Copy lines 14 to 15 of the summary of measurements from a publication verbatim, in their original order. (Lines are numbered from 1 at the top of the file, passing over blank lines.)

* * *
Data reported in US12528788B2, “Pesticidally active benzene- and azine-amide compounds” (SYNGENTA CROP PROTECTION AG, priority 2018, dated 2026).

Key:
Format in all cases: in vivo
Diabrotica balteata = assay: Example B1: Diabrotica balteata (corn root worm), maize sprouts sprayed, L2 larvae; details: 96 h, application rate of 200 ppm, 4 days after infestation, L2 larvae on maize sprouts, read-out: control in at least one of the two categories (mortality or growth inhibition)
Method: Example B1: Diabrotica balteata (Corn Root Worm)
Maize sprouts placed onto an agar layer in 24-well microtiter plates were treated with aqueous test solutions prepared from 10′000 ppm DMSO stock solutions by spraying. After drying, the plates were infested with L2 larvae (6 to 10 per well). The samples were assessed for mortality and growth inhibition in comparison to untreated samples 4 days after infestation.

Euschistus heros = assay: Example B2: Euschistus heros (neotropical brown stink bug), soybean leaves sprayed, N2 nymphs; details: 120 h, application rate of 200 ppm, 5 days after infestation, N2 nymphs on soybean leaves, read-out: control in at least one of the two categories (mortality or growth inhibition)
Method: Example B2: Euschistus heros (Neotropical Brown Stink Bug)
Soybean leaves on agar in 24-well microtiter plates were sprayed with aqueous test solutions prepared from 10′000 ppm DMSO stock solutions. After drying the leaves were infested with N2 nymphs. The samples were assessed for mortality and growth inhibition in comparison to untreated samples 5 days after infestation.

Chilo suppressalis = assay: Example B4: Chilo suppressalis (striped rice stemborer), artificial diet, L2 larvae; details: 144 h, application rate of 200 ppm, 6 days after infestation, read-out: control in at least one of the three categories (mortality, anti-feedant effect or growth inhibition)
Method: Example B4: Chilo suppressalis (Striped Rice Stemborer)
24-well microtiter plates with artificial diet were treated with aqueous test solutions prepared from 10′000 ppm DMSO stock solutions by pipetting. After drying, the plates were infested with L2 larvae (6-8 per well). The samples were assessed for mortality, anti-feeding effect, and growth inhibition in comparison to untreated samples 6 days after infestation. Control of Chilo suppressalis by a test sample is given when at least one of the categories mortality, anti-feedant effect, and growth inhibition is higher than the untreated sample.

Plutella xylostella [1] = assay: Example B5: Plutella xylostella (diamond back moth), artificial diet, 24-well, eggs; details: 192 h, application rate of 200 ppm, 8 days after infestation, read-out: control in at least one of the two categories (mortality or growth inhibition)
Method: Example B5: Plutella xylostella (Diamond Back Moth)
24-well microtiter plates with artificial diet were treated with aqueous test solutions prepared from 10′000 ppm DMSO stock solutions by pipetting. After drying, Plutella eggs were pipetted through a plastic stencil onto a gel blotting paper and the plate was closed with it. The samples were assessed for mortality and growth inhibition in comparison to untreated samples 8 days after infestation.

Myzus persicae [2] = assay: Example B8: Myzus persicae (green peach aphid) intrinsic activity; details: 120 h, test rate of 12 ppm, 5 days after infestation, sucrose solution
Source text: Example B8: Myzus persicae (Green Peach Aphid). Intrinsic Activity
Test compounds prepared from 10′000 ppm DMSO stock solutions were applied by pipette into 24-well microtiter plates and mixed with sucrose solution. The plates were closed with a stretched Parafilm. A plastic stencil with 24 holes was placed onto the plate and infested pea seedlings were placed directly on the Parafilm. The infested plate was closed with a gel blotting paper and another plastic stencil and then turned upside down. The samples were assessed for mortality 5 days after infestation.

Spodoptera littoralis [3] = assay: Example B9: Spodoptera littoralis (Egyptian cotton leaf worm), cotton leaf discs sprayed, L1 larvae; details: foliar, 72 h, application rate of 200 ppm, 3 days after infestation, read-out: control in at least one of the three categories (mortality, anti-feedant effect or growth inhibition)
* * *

Method: Example B5: Plutella xylostella (Diamond Back Moth)
24-well microtiter plates with artificial diet were treated with aqueous test solutions prepared from 10′000 ppm DMSO stock solutions by pipetting. After drying, Plutella eggs were pipetted through a plastic stencil onto a gel blotting paper and the plate was closed with it. The samples were assessed for mortality and growth inhibition in comparison to untreated samples 8 days after infestation.